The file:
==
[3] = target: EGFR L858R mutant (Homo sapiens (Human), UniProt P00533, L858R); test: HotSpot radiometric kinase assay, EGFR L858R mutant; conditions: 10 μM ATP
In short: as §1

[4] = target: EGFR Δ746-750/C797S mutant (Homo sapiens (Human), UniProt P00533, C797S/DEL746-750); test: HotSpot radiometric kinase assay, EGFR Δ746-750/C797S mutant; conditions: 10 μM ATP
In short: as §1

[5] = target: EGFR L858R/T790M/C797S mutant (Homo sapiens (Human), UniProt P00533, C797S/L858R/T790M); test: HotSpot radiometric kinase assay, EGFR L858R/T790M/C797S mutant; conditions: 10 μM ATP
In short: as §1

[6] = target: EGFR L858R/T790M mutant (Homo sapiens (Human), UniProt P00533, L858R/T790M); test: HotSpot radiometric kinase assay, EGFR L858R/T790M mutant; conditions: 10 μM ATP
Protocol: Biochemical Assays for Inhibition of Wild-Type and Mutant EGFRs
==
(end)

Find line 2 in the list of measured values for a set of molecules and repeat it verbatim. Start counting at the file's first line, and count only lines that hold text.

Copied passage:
In short: as §1